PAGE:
http://www.wired.com/opinion/2014/01/thompson_generation/

 


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Are Digital Technologies Really So Digital?

// Posted by on 01/31/2012 (7:36 PM)

In February’s issue of Wired, Clive Thompson asks an interesting, but often overlooked question: why are analog interfaces still being used in digital tools? If we have the capability of digital tools, shouldn’t our interfaces also be digital. While skeumorphs… Read more

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In February’s issue of Wired, Clive Thompson asks an interesting, but often overlooked question: why are analog interfaces still being used in digital tools? If we have the capability of digital tools, shouldn’t our interfaces also be digital. While skeumorphs (“bits of design that are based on old-fashioned, physical objects”) are effective in some new technologies e.g. the Kindle, they are outdated and rather unnecessary in others, especially calendars.

Unless we start weaning ourselves off [skeuomorphs], we’ll fail to produce digital tools that harness what computers do best.

Thompson argues that there is no reason iCal and Google Calendar should display weeks past when looking at January’s calendar. Instead, both should display what is to come. There is no efficiency is having these calendars display an analog calendar when a digital calendar would be much more pragmatic when trying to plan for the future not the past.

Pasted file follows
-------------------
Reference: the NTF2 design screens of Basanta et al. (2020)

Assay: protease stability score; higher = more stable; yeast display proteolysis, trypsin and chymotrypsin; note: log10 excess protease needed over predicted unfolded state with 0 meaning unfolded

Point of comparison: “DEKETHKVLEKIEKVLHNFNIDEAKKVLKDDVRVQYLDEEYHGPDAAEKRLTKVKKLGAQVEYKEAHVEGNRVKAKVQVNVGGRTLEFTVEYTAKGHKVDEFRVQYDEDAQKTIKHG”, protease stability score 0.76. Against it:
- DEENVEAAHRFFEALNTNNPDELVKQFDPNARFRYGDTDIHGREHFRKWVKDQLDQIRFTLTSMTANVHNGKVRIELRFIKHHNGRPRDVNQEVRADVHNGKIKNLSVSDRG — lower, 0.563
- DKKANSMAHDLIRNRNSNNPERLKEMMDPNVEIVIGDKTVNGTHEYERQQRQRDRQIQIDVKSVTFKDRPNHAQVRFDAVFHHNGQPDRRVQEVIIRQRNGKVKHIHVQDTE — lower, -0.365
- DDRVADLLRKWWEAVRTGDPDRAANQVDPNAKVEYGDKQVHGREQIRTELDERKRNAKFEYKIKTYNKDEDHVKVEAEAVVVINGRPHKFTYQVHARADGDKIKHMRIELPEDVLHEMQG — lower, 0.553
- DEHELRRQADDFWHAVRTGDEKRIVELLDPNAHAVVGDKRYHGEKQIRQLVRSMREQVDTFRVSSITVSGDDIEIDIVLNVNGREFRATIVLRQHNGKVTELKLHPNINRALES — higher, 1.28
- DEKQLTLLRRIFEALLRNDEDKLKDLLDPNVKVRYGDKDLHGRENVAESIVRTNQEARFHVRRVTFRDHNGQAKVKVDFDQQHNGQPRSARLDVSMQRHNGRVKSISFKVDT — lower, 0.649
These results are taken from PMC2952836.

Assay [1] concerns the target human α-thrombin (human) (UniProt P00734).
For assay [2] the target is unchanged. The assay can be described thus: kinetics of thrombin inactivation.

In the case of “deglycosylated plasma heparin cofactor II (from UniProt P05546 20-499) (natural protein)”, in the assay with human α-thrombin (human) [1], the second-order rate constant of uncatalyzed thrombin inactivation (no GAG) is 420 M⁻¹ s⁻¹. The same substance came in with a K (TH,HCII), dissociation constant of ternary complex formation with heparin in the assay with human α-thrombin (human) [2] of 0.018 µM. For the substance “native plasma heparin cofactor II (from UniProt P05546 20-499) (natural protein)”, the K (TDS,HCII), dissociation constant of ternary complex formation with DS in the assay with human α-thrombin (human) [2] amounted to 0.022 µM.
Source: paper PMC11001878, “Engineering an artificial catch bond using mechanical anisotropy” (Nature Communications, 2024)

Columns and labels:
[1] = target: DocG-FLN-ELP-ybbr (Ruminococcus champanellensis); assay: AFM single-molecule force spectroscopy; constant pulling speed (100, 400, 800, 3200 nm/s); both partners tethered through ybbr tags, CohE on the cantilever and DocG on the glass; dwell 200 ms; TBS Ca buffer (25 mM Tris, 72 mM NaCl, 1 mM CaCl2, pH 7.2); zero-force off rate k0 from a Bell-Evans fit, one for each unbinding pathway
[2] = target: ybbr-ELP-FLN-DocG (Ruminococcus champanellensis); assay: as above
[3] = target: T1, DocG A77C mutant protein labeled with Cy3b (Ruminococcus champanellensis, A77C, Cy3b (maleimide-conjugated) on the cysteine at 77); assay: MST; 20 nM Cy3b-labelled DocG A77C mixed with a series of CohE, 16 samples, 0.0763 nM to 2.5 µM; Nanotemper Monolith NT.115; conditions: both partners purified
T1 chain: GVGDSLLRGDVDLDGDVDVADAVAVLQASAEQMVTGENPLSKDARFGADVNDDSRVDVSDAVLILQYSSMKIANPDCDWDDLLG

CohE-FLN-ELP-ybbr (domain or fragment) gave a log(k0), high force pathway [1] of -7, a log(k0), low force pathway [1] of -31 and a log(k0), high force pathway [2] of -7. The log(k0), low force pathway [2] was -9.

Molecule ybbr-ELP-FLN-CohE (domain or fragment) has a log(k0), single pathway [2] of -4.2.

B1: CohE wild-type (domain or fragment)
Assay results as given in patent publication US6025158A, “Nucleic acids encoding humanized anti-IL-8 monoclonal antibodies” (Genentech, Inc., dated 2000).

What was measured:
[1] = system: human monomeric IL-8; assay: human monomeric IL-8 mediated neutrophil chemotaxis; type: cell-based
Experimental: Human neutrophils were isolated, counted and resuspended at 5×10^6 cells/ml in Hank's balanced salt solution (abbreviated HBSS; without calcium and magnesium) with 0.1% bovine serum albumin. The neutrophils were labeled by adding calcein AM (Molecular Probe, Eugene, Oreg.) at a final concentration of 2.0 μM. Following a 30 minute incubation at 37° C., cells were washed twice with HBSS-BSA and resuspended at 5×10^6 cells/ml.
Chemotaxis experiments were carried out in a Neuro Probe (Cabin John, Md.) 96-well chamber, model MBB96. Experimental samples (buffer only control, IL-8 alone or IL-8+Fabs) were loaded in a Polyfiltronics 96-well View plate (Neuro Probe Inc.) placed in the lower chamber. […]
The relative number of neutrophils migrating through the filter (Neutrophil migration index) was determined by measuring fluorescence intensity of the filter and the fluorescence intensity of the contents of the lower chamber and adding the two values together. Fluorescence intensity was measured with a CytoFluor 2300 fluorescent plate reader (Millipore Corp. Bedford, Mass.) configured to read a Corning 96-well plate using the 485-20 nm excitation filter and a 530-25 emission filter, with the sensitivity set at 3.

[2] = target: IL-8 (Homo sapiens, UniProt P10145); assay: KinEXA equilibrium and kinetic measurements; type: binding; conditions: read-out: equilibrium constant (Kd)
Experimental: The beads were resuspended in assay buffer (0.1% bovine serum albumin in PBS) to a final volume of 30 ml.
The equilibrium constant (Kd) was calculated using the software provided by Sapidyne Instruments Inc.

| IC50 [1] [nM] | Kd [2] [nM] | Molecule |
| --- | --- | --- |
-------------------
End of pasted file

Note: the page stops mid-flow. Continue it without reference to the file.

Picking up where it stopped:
In with the new (& the digital)…

Thompson points out two digital developments that are on the vanguard of the switch to digital interface:

1. Soulver: A calculator for Mac designed by two 18-year-old Australians who wanted to design a less “derivative” calculator. Below is an image of what the pair came up with: a digital calculator that “dummies” can use.

 

2. Flipboard App: An iOs app used for browsing status updates, pictures & news. The real digital aspect is how the pages flip. Rather than flip like normal ebooks or emagazines with a pivot on the left. The pivot point of the flip for the Flipboard is at the center. Not only is this a more innovatie way for the page to change, it also is easier on the eyes. Thompson explains that the new position of the pivot “minimizes the rate at which material changes onscreen during the flip, reducing eye fatigue that comes from scrolling or making sudden full-page swipes.”

 

 

After reading Thompson’s article all I could think of is: why have such changes not occurred sooner? We have developed such advanced technologies in some aspects, but have left other aspects behind. Is it due to some sense of nostalgia of the past and the “old-fashioned” or did we become so excited with the actual new technologies that we forgot about the details? If we have the capabilities to digitize, shouldn’t we?

 

Click here to see Thompson’s full article in Wired online.